NAture Insurance value: Assessment and Demonstration

  • Research & Development
  • 4.994.370 project budget
  • Dec 2016 - Aug 2020
  • Partners: UCM
  • Donor: European Commission - Research Executive Agency
  • Donor Programme: Research Programme of the European Commission as of 2014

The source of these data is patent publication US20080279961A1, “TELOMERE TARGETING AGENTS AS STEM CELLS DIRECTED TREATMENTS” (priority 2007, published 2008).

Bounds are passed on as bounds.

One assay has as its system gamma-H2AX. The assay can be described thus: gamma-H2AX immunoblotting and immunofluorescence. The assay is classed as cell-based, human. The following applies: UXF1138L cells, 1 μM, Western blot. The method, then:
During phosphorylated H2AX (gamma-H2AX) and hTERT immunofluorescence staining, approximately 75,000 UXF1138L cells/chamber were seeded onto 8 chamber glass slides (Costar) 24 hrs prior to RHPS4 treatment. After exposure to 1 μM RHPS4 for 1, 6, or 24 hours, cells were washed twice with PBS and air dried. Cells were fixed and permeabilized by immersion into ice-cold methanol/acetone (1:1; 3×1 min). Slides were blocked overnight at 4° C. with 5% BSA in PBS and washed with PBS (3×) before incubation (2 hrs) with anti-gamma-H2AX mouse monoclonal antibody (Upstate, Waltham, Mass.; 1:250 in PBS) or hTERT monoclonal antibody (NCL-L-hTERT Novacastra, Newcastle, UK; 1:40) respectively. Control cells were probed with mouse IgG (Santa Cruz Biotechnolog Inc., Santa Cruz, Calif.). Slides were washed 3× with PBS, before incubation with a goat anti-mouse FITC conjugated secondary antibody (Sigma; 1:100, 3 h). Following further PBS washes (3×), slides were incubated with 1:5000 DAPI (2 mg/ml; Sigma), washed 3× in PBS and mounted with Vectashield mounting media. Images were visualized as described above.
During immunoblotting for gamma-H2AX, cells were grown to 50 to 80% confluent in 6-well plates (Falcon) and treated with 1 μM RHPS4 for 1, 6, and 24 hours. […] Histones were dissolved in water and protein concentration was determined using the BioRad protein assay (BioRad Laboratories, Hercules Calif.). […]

NAIAD aims to operationalise the insurance value of ecosystems to reduce the human and economic cost of risks associated with water (floods and drought) by developing and testing - with key insurers and municipalities - the concepts, tools, applications and instruments (business models) necessary for its mainstreaming. This will be done in detail for 8 demonstration sites (DEMOs) throughout Europe and tools and methods applicable and transferable across all of Europe will be developed. The assumption is that Natural Assurance Schemes can reduce risk, especially to drought and flooding, and this risk reduction can be assessed and incorporated within insurance schemes. NAIAD´s conceptual frame is based on three pillars: (i) to help build a resilience approach to risk management through nature based solutions, (ii) the operationalisation and testing of scientific methods using a source-to-sea in DEMOs, (iii) the uptake of nature based solutions that are cost-effective and provide environmental, social and economic benefits. Trans-disciplinarity and stakeholder engagement are at the core of NAIAD for two reasons: first, because the conceptual and assessment methodologies combine physical, social and cultural and economic aspects, integrated into tools and methods but second, and most importantly “road tested” and validated with the stakeholders and end users themselves at the DEMOs. NAIAD will contribute to providing a robust framework for assessing insurance value for ecosystem services by (i) enabling full operationalisation through improved understanding of ecosystem functionality and its insurance value at a broad range of scales in both urban and rural context; (ii) making explicit the links between ecosystem values and social risk perception; and (iii) the application of developed methods and tools in water management by relevant stakeholders, especially businesses, public authorities and utilities.


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